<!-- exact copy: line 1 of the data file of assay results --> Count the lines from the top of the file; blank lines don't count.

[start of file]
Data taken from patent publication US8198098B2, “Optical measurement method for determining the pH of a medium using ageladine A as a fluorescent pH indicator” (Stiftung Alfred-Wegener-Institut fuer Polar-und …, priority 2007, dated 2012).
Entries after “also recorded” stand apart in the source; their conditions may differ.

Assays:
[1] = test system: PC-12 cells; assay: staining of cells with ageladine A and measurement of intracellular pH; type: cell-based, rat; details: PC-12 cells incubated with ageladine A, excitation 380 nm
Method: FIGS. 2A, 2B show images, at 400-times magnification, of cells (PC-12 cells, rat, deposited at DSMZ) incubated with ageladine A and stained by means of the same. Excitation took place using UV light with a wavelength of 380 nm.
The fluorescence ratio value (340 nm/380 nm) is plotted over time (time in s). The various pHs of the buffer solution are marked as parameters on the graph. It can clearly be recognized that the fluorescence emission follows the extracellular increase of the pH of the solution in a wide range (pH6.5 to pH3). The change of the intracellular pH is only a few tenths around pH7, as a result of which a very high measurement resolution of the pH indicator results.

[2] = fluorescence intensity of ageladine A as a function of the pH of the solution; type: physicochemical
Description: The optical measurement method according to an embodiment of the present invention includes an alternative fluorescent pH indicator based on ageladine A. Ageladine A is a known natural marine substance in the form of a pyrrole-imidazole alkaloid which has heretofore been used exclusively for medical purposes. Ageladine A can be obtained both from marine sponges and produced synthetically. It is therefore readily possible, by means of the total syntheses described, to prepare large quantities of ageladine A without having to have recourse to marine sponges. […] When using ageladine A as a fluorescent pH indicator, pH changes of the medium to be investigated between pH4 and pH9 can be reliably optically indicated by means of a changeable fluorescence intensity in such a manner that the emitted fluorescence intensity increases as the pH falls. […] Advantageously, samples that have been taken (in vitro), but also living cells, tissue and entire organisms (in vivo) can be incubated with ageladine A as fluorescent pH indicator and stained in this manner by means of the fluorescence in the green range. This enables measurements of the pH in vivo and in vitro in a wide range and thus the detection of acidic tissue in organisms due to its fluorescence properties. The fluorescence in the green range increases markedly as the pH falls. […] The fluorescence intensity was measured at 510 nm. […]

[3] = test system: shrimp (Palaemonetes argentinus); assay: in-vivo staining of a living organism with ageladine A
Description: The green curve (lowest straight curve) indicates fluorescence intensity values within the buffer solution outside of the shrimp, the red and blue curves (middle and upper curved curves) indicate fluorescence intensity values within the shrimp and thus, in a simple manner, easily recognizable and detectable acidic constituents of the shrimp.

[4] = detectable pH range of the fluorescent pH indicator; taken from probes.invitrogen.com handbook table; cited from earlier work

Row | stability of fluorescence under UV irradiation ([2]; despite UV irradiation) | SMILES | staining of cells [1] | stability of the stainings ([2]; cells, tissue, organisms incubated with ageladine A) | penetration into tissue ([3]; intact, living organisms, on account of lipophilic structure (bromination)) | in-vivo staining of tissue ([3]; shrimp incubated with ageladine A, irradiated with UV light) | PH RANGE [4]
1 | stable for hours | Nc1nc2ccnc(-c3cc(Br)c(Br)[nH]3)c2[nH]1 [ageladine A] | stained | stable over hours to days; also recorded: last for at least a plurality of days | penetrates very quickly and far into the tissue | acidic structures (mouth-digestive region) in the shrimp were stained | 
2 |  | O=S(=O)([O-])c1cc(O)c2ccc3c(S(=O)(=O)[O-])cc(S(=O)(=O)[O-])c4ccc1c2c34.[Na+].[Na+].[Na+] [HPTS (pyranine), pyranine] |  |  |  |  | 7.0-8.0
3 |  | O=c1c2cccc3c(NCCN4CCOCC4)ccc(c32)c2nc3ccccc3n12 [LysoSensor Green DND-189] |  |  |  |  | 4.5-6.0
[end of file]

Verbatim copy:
Data taken from patent publication US8198098B2, “Optical measurement method for determining the pH of a medium using ageladine A as a fluorescent pH indicator” (Stiftung Alfred-Wegener-Institut fuer Polar-und …, priority 2007, dated 2012).